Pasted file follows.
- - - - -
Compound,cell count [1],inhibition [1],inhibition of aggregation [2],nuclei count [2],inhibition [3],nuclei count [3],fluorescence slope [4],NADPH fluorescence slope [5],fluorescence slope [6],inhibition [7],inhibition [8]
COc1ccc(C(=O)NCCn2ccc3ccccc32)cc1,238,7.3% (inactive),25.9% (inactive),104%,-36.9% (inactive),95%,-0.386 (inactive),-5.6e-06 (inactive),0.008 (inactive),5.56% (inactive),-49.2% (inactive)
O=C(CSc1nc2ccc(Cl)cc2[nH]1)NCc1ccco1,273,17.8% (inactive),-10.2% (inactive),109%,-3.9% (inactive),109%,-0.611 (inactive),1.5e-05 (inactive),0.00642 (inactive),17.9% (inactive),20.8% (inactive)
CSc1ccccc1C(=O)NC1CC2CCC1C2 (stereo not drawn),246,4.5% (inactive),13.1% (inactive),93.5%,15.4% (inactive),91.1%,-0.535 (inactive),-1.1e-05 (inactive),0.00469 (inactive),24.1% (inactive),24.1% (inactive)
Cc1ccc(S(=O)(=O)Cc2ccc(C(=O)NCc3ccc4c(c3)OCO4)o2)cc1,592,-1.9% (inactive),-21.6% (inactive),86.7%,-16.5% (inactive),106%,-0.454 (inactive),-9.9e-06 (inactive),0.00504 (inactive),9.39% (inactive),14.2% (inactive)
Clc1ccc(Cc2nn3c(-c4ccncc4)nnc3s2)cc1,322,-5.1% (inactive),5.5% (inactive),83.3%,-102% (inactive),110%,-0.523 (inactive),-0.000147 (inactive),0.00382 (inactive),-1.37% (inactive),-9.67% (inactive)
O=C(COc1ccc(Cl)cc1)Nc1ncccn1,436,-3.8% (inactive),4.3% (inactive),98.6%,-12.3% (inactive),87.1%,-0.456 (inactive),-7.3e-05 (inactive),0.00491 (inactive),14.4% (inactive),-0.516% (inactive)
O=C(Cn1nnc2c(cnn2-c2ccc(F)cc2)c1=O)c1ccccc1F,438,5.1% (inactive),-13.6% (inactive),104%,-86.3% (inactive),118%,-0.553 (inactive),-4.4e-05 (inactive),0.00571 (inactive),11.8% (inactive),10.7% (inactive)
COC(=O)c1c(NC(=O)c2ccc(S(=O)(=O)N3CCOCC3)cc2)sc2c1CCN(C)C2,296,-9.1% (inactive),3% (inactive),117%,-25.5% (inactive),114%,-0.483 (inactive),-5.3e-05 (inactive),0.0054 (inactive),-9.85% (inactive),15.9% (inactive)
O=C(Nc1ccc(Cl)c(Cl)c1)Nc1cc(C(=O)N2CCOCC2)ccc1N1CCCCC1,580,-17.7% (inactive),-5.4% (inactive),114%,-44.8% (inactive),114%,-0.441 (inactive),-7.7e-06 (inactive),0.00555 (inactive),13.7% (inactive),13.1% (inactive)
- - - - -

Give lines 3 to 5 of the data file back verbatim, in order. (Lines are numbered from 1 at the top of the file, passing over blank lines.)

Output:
O=C(CSc1nc2ccc(Cl)cc2[nH]1)NCc1ccco1,273,17.8% (inactive),-10.2% (inactive),109%,-3.9% (inactive),109%,-0.611 (inactive),1.5e-05 (inactive),0.00642 (inactive),17.9% (inactive),20.8% (inactive)
CSc1ccccc1C(=O)NC1CC2CCC1C2 (stereo not drawn),246,4.5% (inactive),13.1% (inactive),93.5%,15.4% (inactive),91.1%,-0.535 (inactive),-1.1e-05 (inactive),0.00469 (inactive),24.1% (inactive),24.1% (inactive)
Cc1ccc(S(=O)(=O)Cc2ccc(C(=O)NCc3ccc4c(c3)OCO4)o2)cc1,592,-1.9% (inactive),-21.6% (inactive),86.7%,-16.5% (inactive),106%,-0.454 (inactive),-9.9e-06 (inactive),0.00504 (inactive),9.39% (inactive),14.2% (inactive)